The whole concept of shared universes is not new, starting in books and comic books decades ago. However, the extent of the interconnectedness has grown. Now stories that start of in a film can be continued on a tv show, in a video game or in a tie-in comic book series. The options are endless.

Marvel does this in that all of its stories, across all platforms, coexist within the MCU. This has been one point of differentiation for DC in that its tv shows exist in a separate universe to its films. The Arrowverse (because Arrow was the first show released in it) has its own continuity which means some characters such as the Flash and Deadshot have appeared in both the tv shows and the movies but played by different actors.

avengers_x_queen__mutant__reader_by_istealyourpocky-d9v0bpd

Now it seems DC may be about to further differentiate itself from the MCU. Recent rumblings from camp Warner Bros suggest that the studio is going to move away from the emphasis on the shared universe. In August it was reported that Martin Scorsese was being lined up to produce a Joker origin movie starring Leonardo Di Caprio as the clown prince of crime. This presumably won’t come to fruition but signals the direction DC may be heading.

Jared Leto is signed up to be the DCEU’s Joker so a movie with a new actor in that role suggests the studio are interested in making standalone movies away from the continuity of the shared universe. This is a good thing. Standalones allow big name actors, writers and directors to get involved with the franchise. These filmmakers are unlikely to sign up to long-term deals, such as the ones signed by Chris Pratt and Robert Downey Jr. These big stars prefer flexibility and the ability to work on whatever they like the most at any given time. Standalones would allow Warner Bros to get the best filmmakers to work on their films, like they did with Christopher Nolan on his Dark Knight trilogy.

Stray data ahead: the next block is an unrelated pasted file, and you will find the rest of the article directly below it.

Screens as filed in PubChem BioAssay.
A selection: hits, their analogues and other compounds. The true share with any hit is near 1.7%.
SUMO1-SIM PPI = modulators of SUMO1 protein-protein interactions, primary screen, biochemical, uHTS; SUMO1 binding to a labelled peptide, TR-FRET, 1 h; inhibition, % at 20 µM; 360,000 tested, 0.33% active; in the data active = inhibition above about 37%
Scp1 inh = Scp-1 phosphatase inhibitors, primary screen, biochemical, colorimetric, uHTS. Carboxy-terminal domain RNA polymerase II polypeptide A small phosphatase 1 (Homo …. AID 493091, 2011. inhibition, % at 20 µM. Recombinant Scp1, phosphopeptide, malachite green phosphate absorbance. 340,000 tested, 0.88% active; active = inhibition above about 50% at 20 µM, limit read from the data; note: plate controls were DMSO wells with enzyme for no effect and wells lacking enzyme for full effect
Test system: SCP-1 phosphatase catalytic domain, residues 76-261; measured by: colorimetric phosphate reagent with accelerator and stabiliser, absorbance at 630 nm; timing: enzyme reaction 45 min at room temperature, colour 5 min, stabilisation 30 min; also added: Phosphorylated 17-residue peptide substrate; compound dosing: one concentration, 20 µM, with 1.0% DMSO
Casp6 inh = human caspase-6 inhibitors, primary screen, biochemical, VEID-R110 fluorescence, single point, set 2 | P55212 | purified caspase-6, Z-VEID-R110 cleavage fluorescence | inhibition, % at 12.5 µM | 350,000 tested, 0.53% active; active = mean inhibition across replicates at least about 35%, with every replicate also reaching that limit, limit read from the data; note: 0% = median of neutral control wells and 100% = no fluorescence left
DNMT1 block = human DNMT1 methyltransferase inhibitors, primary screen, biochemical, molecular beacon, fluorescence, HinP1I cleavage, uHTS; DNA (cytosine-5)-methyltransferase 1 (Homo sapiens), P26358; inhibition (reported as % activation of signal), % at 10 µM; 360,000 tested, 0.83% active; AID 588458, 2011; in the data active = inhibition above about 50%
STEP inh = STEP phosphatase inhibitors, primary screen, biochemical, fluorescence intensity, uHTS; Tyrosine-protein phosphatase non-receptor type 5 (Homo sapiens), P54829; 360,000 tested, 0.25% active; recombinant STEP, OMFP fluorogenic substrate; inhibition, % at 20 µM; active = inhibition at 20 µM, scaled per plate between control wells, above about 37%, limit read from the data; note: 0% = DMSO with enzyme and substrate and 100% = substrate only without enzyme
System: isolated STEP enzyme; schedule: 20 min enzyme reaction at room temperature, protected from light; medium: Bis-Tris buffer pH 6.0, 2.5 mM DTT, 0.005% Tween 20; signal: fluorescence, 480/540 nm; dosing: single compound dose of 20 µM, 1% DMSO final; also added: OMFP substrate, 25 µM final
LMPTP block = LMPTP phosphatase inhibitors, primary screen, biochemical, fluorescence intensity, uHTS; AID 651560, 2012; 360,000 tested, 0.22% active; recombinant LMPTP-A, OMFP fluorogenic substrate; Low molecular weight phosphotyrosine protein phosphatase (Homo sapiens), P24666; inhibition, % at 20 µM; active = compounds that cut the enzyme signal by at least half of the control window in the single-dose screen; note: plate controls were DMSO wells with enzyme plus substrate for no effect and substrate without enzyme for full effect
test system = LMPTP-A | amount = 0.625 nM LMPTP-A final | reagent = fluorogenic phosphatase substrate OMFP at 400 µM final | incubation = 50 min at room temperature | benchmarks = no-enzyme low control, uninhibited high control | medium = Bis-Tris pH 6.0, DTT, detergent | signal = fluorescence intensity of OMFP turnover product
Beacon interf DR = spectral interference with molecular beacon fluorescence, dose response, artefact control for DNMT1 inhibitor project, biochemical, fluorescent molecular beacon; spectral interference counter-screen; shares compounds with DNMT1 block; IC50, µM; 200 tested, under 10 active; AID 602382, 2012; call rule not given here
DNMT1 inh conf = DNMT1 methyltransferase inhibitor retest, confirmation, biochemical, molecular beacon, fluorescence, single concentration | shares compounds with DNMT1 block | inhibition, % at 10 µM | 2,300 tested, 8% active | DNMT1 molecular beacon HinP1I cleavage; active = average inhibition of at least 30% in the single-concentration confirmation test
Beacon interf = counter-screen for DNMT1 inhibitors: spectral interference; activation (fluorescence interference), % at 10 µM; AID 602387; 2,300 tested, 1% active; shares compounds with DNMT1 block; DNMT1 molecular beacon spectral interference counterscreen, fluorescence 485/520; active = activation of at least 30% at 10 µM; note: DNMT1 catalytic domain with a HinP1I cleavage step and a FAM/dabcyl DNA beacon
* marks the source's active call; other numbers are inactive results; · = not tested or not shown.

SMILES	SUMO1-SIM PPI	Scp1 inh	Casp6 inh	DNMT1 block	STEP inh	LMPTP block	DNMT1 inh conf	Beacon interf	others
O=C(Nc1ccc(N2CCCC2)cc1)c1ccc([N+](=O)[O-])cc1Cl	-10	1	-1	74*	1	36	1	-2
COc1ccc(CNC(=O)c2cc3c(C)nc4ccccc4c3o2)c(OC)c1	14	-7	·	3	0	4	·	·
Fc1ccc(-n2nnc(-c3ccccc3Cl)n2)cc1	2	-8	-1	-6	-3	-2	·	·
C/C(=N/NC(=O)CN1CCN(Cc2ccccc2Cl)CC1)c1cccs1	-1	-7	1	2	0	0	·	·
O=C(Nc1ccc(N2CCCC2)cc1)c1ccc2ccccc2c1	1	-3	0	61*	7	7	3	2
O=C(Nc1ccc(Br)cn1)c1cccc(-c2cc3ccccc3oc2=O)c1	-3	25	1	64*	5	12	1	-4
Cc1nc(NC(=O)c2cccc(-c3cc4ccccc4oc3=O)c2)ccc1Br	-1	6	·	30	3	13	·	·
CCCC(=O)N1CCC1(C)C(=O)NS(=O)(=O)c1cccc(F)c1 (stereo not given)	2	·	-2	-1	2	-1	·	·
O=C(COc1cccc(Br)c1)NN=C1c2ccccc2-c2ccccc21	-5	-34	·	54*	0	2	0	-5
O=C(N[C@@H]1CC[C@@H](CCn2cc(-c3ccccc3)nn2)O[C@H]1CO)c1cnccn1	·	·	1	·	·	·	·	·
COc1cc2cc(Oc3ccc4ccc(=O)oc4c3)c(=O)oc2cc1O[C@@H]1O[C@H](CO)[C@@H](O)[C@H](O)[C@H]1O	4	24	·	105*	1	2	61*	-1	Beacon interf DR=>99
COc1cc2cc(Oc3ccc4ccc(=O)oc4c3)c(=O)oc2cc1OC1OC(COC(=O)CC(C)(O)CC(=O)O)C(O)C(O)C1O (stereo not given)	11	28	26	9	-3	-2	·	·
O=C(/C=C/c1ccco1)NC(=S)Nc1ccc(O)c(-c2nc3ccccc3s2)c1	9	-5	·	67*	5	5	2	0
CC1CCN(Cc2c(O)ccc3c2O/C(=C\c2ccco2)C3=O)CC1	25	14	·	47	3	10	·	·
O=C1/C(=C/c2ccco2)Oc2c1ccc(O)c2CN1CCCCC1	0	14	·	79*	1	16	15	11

Other franchises are searching for ways to establish their own universes. Godzilla and King Kong have crossed over and now toy-maker Hasbro is trying to get a shared universe up and running.

Wonder Woman is the most critically successful DCEU film so far. What separates it from the other three releases is that it is practically a standalone film. Apart from the Bruce Wayne bookends, the movie is set in the past (during WW1), before the events of the other movies. This allows the creative team to make a film not influenced by the rest of the universe. Ultimately, the film benefits from this freedom to create a good story and not worry about much else.

The studios may not like the idea of moving away from the shared universe because audiences may feel like they don’t have to see every film. Moviegoers could skip the films they are not interested in and it won’t affect their understanding of future releases.

This means DC/WB could potentially lose money by going this route. However, a well-made movie will garner far greater positive word-of-mouth. This has been an issue for the DCEU which has seen big drop-offs in second-week totals. With this in mind, maybe the studio should focus on pleasing fans and reviewers and the box office success will follow.

The Arrowverse has its own continuity which means some characters such as the Flash and Deadshot have appeared in both the tv shows and the movies but played by different actors.

Shared universes are fun and it’s great to find links and Easter Eggs in each movie. However, at the end of the day, most moviegoers want to leave the theatre feeling like they’ve seen a good film. With this in mind, filmmakers should perhaps put the shared universe on the back burner and prioritise good filmmaking. Subtle nods and occasional crossovers may work better. It is also nice to allow the audience to imagine for themselves. For example, is every Pixar movie in the same universe?

Advertisements